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Mar 03 2014

Mountain Biking in the North East of England

After a night of sampling Newcastle’s nightlife along with approximately 3 hours sleep and perhaps too much wine, I was kind of regretting the fact that I had booked myself on a mountain bike ride for the following morning.  Thankfully, I didn’t have to be there until 11am but, staying so far from the centre, I had to leave early to get a bus to Grey’s Monument and walk the rest of the way.  As it wasn’t raining, it was a very pleasant walk along the quayside.  I hadn’t walked along that part of the quayside and wouldn’t have done if I wasn’t going on the bike ride.  It’s just as well I did though because I managed to get the photo I had been imagining all weekend; a photo of two of the bridges in alignment (the Gateshead Millennium Bridge and the Swing Bridge).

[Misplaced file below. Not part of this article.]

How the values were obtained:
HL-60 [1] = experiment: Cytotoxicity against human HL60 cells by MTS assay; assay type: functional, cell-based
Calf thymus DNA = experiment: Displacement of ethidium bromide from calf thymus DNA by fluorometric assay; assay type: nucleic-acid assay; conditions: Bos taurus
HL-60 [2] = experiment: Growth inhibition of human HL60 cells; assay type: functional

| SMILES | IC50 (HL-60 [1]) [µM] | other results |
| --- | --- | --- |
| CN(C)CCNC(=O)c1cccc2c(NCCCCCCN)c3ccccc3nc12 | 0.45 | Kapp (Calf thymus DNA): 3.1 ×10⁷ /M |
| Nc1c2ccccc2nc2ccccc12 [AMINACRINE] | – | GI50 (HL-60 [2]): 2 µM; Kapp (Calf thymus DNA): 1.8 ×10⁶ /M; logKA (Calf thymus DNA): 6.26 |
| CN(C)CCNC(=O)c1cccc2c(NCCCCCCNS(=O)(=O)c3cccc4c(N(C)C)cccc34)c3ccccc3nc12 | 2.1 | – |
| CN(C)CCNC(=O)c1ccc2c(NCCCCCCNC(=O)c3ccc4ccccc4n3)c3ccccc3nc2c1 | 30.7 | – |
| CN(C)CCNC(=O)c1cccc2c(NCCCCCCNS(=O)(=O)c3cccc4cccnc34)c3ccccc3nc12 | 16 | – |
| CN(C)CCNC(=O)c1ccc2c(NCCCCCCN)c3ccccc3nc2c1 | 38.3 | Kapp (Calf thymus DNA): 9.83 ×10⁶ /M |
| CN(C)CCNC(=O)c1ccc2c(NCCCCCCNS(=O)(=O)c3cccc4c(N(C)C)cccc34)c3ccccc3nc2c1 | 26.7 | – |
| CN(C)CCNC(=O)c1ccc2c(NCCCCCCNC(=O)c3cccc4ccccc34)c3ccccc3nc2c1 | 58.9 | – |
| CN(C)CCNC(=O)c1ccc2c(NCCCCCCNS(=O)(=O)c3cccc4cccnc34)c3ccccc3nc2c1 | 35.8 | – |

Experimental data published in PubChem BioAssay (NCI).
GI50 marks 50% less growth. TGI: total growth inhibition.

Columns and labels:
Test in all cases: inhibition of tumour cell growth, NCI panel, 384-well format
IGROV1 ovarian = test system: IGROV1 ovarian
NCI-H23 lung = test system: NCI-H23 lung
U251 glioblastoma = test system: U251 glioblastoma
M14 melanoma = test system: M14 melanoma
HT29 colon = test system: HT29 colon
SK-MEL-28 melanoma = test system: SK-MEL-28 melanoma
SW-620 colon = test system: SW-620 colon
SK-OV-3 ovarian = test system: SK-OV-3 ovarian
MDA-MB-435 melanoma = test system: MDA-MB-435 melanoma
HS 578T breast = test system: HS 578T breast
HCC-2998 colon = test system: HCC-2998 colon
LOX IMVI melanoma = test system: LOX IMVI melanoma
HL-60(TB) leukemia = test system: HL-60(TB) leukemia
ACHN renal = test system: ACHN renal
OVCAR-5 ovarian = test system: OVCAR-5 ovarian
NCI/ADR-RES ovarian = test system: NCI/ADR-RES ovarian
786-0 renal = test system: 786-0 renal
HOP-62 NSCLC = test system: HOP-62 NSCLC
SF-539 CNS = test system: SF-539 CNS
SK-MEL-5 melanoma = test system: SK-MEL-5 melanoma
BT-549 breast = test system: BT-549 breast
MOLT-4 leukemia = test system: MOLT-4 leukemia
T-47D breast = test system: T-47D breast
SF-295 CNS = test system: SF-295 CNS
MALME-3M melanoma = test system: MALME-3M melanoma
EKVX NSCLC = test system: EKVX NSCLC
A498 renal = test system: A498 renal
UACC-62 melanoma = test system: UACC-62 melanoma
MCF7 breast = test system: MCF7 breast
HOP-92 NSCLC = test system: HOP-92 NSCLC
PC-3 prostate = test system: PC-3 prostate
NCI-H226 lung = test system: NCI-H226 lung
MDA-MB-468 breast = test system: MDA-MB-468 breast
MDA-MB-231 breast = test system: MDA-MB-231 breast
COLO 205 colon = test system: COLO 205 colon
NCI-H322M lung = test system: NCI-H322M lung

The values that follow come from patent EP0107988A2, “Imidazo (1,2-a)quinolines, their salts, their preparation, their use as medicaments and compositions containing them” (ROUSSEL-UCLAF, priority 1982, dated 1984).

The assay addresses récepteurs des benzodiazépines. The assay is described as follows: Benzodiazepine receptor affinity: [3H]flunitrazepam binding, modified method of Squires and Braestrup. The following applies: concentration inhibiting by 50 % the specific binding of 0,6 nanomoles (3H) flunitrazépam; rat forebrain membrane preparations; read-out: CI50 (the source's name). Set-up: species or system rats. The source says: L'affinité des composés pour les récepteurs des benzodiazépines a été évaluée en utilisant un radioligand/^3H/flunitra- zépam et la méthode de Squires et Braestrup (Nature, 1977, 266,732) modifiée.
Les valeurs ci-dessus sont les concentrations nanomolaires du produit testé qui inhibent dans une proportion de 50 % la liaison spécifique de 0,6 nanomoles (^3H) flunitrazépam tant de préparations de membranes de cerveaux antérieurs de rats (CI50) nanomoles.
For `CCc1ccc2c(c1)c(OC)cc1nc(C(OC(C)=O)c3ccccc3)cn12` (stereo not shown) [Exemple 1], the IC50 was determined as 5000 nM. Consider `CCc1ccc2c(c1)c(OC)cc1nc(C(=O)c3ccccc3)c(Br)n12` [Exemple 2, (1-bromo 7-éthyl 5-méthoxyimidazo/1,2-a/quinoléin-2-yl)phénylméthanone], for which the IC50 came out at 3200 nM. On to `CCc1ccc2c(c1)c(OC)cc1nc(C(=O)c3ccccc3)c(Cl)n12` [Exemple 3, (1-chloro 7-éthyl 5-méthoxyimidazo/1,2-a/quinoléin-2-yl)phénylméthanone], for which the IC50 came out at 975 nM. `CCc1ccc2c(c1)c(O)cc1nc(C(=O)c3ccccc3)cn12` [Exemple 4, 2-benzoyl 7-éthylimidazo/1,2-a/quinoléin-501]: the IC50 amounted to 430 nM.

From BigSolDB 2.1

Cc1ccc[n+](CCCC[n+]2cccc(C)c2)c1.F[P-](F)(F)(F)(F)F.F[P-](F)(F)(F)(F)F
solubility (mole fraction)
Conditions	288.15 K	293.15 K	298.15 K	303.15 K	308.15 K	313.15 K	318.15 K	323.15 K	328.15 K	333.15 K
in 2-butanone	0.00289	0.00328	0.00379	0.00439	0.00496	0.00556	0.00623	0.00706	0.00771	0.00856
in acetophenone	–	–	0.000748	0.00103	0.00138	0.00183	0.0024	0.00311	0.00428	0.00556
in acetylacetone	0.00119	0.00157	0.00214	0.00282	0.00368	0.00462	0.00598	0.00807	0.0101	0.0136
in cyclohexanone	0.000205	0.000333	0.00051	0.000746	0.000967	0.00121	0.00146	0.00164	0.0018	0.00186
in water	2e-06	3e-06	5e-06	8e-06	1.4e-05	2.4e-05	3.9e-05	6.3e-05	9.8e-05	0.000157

I was very pleased that I managed to capture that image.

I was the first to arrive at the Cycle Hub and was greeted by a friendly bunch who offered me a hot drink while I was waiting.

When the others turned up, we were told that we would be taking a different route because the original route was too wet and muddy.  So, we piled into the minibus and headed off, once the others got hot drinks to takeaway.

I hadn’t taken much notice of the amount of miles we would be cycling, but it became obvious during the drive that we were going quite a way from Newcastle.  I asked if we were going to cycle all the way back and was told, ‘Yes.’  The thing is, when we eventually arrived at the starting point on Stanhope Moor, the weather looked pretty grim.  By that, I mean it was raining and blowing a gale.  Really, it was!  I’m honestly not lying or elaborating on the truth.  We ventured out of the minibus and made a dash for Parkhead Station, which is a B&B, tearoom, and restaurant.  At one point, I had to battle against the wind when I had to go back to the van for something.  It really wasn’t looking good and I honestly didn’t think we would set off because of the weather.